I sent off e-mails as suggested in your last e-mail and posted both
that message (without the first part) and this message to the Green
Party of San Diego County list. I will also put them on the SDCPJ--San
Diego Coalition for Peace and Justice--just wasn't thinking fast enough.
I haven't posted anything on the SftP list in some time but I find most
of the info interesting. Nor have I written to you for a while. You
told me about the list years ago. I think when you were on the CERJ
list. I thank you for telling me about it. I am not a scientist but do
qualify as a lefty.
On Friday, July 20, 2007, at 04:06 PM, George Salzman wrote:
> Oaxaca, la cara del fascismo mexicano, sabado el 20 de julio de 2007
> Oaxaca, the face of Mexican fascism, Saturday the 20th of July 2007
> A Call for International Solidarity
> Oaxaca, Saturday 20 July 2007
> The struggle between the popular movement of rebellion and the
> governement’s actions to totally crush it is at a critical point. I
> believe the situation is extremely dangerous for many oaxaqueños. Five
> days ago the governments (Oaxaca State, Mexican Federal, and I’m sure,
> fully backed by the United States) planned and executed a successful
> provocation followed by a savage attack on civilians. The resulting
> deaths, ferocious beatings, jailings, torture, etc., are by now well
> Let there be no mistake about it: this is not just a contest
> between a tyrannical, hated governor and the majority of the
> population in the state. It is a struggle of the majority of the
> Oaxacan peoples to gain control of their social lives, to end the
> exploitation of all the natural resources of the state by the forces
> of global capitalism and the local and national power elites embedded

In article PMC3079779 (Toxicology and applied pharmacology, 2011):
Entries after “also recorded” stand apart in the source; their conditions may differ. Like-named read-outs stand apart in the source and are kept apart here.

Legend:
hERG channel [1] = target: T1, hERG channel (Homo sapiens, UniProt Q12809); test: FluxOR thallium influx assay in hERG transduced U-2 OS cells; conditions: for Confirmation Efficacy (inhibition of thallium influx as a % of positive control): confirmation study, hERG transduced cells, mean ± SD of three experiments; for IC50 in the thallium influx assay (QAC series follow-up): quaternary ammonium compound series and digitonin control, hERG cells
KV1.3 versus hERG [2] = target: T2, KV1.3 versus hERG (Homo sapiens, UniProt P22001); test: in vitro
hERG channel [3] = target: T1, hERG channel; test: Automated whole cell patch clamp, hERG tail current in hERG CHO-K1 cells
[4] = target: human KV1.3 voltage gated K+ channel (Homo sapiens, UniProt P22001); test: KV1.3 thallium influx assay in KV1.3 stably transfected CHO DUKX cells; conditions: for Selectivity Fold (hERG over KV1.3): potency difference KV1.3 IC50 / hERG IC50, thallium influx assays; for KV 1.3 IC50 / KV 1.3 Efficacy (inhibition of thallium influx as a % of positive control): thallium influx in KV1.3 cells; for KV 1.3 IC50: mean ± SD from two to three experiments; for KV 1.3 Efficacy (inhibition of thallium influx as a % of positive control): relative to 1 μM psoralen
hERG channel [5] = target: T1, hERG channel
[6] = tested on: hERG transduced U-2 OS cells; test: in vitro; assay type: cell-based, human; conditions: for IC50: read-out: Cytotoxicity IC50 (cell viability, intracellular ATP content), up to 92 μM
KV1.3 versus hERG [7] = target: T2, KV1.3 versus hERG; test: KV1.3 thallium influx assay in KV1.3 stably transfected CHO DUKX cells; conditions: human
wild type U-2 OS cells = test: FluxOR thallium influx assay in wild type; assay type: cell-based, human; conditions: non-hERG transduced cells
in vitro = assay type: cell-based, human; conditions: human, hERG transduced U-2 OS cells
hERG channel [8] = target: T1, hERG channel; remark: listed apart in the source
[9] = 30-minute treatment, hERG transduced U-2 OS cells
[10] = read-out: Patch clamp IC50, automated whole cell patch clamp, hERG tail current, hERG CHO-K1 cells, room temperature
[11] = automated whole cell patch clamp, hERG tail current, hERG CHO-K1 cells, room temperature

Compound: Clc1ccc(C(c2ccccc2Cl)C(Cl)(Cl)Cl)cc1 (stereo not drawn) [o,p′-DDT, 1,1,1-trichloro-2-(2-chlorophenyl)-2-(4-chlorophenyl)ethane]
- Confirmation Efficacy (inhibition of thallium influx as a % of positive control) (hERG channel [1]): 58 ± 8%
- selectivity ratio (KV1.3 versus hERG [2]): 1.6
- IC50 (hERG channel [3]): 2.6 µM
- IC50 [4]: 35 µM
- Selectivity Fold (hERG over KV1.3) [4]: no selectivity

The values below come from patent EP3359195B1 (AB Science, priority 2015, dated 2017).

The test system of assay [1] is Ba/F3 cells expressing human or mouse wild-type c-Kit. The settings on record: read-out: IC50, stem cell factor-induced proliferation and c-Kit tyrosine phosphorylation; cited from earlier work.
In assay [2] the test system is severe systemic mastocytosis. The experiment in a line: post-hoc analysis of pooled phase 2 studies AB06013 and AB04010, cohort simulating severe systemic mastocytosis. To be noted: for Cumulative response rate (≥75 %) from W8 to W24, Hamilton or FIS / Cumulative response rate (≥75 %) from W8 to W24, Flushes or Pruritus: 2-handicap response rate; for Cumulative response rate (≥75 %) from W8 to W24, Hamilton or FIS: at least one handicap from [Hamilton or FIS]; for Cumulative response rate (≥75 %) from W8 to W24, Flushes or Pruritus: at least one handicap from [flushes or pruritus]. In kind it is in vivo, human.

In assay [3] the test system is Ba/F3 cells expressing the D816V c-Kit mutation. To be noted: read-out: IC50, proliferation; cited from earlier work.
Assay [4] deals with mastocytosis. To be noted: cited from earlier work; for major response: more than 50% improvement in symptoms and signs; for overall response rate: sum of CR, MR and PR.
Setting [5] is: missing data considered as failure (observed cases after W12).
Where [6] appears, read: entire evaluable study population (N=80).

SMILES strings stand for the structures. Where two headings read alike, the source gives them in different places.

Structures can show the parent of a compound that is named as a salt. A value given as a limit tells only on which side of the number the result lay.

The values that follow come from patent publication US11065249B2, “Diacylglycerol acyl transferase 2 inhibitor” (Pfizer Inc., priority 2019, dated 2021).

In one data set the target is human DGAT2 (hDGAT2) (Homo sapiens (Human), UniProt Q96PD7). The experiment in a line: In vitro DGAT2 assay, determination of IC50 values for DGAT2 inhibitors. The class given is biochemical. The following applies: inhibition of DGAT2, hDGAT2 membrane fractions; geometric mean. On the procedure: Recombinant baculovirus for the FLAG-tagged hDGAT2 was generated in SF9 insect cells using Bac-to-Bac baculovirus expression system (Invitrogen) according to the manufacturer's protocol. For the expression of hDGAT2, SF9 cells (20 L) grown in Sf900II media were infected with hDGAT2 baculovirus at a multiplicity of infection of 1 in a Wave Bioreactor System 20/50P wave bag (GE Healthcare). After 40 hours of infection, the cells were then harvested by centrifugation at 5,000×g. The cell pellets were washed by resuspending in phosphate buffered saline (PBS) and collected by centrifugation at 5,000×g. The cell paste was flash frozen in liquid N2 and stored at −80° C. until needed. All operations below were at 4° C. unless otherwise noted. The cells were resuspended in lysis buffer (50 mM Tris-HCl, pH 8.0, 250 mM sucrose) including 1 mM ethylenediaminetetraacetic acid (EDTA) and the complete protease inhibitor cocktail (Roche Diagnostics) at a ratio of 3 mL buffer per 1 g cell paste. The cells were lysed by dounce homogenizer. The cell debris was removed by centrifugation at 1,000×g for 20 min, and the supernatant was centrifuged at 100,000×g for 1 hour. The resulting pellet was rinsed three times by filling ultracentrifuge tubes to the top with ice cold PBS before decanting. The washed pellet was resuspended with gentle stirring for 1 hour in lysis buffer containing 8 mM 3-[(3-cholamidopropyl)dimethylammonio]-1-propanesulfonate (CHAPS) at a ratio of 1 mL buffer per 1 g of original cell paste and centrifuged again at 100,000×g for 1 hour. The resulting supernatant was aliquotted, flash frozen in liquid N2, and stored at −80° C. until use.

> in and allied to that structure.
> Yesterday afternoon I saw hundreds of police and military
> deployed on the large parking area at the side of the periferal
> highway at Fortin Hill. They were practicing loud screams in unison
> and manuevers in preparation for the assaults their commanders
> anticipate on the next two Mondays if elements of the popular movement
> try to block access to the ‘official’ Guelaguetza by tourists and, no
> doubt, by Oaxacans forced by the Ulises PRI machine to come in buses
> to the city to attend these commercial events. URO will pay for the
> buses, and probably pay the compulsory attendees, as he did a week or
> so ago when he staged a big PRI election rally at the same stadium,
> when many indigenous folks from the southern Sierras were bussed in..
> The popular movement has called for a boycott of the
> commercialized Guelaguetza. I hope they will not try to blockade the
> event, and will stay away from all the militarized and heavily armed
> forces of the governments.
> Foreigners who are coming to Oaxaca City or are already here can
> act in solidarity with the popular struggle in various ways.
> 1.Stay away from the Guelaguetza Stadium on both July 23 and July 30,
> when the government plans to hold its commercialized events.
> 2.Stay at smaller, less expensive places, like hostals and modest
> hotels instead of putting your vacation money into the hands of the
> big hotel owners.
> 3.Don’t patronize the elegant tourist-oriented restaurants. You can
> eat quite safely at small stands in the markets and at street stands
> if you choose soups or stews, because they are well cooked, or fried
> foods, which are delicious and are also prepared at high temperatures.
> 4.Try to spend money intended for your travel purchases at small shops
> and from individual artisans, whose economic difficulties are causing
> much hardship and who the government helps not at all.
> 5.Tune in as much as you are able to the dynamics of what is going on
> here so that when you leave Mexico you can help inform the outside
> world of the reality through which the Oaxacan peoples are living.
> 6.As a foreigner your very presence here is an additional safeguard
> for the Oaxacans. I have lived here for almost eight years without
> ever feeling physically endangered.
> The struggle here is an important part, an inspirational part of
> the growing worldwide struggle to change the forms of governing our
> social lives, to replace the value systems developed and enforced by
> capitalism, and to forge lives of dignity, health and happiness for
> all the world’s peoples. What makes the Oaxaca struggle notable is the
> commitment of strong currents within it to militancy, to non-violence,
> to non-hierarchical forms of social structure, to cooperation in place
> of competition, to local autonomy and, as much as possible, to local
> All comments and criticisms are welcome. <[log in to unmask]>
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